Journaling is a private record of students' thoughts that provides a safe way to communicate with the instructor, thus becoming a window that allows instructors to look into how students are thinking about what they are learning. Student diaries can be an important source of information about learning difficulties, misunderstandings, strengths and weaknesses and metacognition. The effort to organize thoughts, ideas and feelings to be coherently communicated through written words, video, audio, or any other media also gives students opportunities to examine their own thought processes.
Journaling can be conducted as a private conversation that students have with themselves and that they open to the instructor or their peers. A journaling assignment can take different approaches. Double-entry journals, in which students both highlight selected parts of assigned reference materials and record their responses to these ideas help students identify and discuss key concepts to their object of study. Reflective journals help students develop metacognitive skills, reflecting on what they have learned and how they have learned. Dialogical journals can be used simultaneously by a pair of students to discuss the content they are learning, while learning records can help students keep a record of their learning, clarifying their thinking and learning.
Video Editing with OpenShot (Win, Mac, Linux) University of Victoria
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Students will be able to:
- Reflect on their learning evolution, express feelings, and structure focused arguments
- Consolidate subject related understanding
- Exercise multimedia creation
- Communicate effectively and creatively
Instructions to students
Keeping an electronic journal using the media of your choice (audio, video, texts, images, or a combination of these) will be an important part of your learning experience. By engaging you in structuring your thoughts about what you are doing and what you are learning, journaling can potentialize your learning experience. It can also make you aware of what you don’t know, so that you can direct your efforts towards finding out more.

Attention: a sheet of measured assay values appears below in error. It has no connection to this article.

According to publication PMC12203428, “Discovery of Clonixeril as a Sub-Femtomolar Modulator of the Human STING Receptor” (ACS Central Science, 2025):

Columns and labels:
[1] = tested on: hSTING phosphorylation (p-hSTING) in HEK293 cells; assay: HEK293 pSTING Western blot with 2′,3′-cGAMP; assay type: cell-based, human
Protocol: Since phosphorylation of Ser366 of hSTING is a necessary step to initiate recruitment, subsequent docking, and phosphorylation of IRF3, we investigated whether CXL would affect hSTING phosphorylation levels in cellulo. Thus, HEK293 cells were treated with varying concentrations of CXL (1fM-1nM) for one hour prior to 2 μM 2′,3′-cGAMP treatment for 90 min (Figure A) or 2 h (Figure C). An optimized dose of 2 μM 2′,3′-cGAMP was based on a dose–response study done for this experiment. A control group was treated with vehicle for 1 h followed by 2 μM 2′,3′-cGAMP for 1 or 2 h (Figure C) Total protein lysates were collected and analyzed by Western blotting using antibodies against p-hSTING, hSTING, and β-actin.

Create a blog, vlog, photolog, or audiolog using the tool of your choice, and post one or more entries every week. You may choose between writing a short text (100 words) or making a short audio or video (3 minutes). You may also use alternative media, such as sequential art (i.e. comics) or photography, If you plan to use alternative media, please talk to the instructor to discuss the deliverables. Post at least one entry the day after our class, to facilitate making an accurate entry. Journals will be collected on the dates indicated on the Course Outline. Each journal entry should include all of the following elements.
- Objectively describe your experience
- What happened?
- Make a factual account of the behaviors, evidence, events you observed that does not include your opinion.
- Interpret and explain
- Try to understand the points you described above. Use principles and concepts from the course reading material and lectures in your interpretations.
- Reflect on your learning process
- Thoughts/opinions. What does it mean to you?
- Feelings. Use emotion words (i.e., happy, surprised, frustrated) to describe your feelings.
- What knowledge and/or skills did you acquire today?
- What did you learn about yourself?
- What did you learn about others around you?
The following criteria will be used to evaluate your journal and allocate points:
- Entries respond to all three items listed for the journal above.
- Objective Description and Interpretation/ Explanation are clearly distinguished from each other.
- Clear connections to course principles and concepts are made.
Rubric for evaluating student blogs (University of Wisconsin – Stout)
Video blog (vlog) rubric from UCF
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